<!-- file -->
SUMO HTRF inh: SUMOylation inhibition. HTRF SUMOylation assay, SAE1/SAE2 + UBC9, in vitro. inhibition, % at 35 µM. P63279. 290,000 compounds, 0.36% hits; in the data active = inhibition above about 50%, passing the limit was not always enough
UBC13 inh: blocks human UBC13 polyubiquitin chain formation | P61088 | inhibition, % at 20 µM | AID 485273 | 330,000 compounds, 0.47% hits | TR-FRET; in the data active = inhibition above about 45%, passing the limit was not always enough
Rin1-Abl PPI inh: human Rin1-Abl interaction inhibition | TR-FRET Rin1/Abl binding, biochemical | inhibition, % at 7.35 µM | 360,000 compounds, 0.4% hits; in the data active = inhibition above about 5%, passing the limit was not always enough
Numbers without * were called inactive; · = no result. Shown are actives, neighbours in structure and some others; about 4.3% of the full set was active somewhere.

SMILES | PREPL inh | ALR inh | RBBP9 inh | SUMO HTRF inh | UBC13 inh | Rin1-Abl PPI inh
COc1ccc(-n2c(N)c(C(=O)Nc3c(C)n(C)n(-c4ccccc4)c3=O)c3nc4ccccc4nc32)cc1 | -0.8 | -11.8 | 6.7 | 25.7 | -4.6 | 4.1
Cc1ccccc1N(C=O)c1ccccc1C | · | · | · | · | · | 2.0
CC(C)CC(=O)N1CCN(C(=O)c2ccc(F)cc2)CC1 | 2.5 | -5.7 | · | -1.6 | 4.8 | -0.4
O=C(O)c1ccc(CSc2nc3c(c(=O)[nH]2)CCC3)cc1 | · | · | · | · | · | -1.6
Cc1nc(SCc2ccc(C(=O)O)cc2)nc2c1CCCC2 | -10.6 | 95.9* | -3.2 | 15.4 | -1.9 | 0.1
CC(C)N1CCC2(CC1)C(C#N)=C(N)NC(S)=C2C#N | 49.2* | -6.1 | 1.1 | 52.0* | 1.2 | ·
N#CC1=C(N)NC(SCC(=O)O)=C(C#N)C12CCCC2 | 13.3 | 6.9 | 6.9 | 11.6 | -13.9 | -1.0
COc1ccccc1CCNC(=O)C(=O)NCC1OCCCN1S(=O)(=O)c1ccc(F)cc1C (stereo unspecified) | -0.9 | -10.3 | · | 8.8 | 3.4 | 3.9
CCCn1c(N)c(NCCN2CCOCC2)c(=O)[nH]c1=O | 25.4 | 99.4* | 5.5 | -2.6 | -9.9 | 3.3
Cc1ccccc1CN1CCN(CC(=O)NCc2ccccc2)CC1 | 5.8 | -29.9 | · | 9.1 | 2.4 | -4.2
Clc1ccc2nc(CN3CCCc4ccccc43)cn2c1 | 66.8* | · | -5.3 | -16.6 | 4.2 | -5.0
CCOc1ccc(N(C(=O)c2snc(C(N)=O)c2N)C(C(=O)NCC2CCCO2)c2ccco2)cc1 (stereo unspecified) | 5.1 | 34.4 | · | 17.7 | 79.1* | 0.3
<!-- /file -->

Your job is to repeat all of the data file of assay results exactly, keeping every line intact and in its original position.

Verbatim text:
SUMO HTRF inh: SUMOylation inhibition. HTRF SUMOylation assay, SAE1/SAE2 + UBC9, in vitro. inhibition, % at 35 µM. P63279. 290,000 compounds, 0.36% hits; in the data active = inhibition above about 50%, passing the limit was not always enough
UBC13 inh: blocks human UBC13 polyubiquitin chain formation | P61088 | inhibition, % at 20 µM | AID 485273 | 330,000 compounds, 0.47% hits | TR-FRET; in the data active = inhibition above about 45%, passing the limit was not always enough
Rin1-Abl PPI inh: human Rin1-Abl interaction inhibition | TR-FRET Rin1/Abl binding, biochemical | inhibition, % at 7.35 µM | 360,000 compounds, 0.4% hits; in the data active = inhibition above about 5%, passing the limit was not always enough
Numbers without * were called inactive; · = no result. Shown are actives, neighbours in structure and some others; about 4.3% of the full set was active somewhere.

SMILES | PREPL inh | ALR inh | RBBP9 inh | SUMO HTRF inh | UBC13 inh | Rin1-Abl PPI inh
COc1ccc(-n2c(N)c(C(=O)Nc3c(C)n(C)n(-c4ccccc4)c3=O)c3nc4ccccc4nc32)cc1 | -0.8 | -11.8 | 6.7 | 25.7 | -4.6 | 4.1
Cc1ccccc1N(C=O)c1ccccc1C | · | · | · | · | · | 2.0
CC(C)CC(=O)N1CCN(C(=O)c2ccc(F)cc2)CC1 | 2.5 | -5.7 | · | -1.6 | 4.8 | -0.4
O=C(O)c1ccc(CSc2nc3c(c(=O)[nH]2)CCC3)cc1 | · | · | · | · | · | -1.6
Cc1nc(SCc2ccc(C(=O)O)cc2)nc2c1CCCC2 | -10.6 | 95.9* | -3.2 | 15.4 | -1.9 | 0.1
CC(C)N1CCC2(CC1)C(C#N)=C(N)NC(S)=C2C#N | 49.2* | -6.1 | 1.1 | 52.0* | 1.2 | ·
N#CC1=C(N)NC(SCC(=O)O)=C(C#N)C12CCCC2 | 13.3 | 6.9 | 6.9 | 11.6 | -13.9 | -1.0
COc1ccccc1CCNC(=O)C(=O)NCC1OCCCN1S(=O)(=O)c1ccc(F)cc1C (stereo unspecified) | -0.9 | -10.3 | · | 8.8 | 3.4 | 3.9
CCCn1c(N)c(NCCN2CCOCC2)c(=O)[nH]c1=O | 25.4 | 99.4* | 5.5 | -2.6 | -9.9 | 3.3
Cc1ccccc1CN1CCN(CC(=O)NCc2ccccc2)CC1 | 5.8 | -29.9 | · | 9.1 | 2.4 | -4.2
Clc1ccc2nc(CN3CCCc4ccccc43)cn2c1 | 66.8* | · | -5.3 | -16.6 | 4.2 | -5.0
CCOc1ccc(N(C(=O)c2snc(C(N)=O)c2N)C(C(=O)NCC2CCCO2)c2ccco2)cc1 (stereo unspecified) | 5.1 | 34.4 | · | 17.7 | 79.1* | 0.3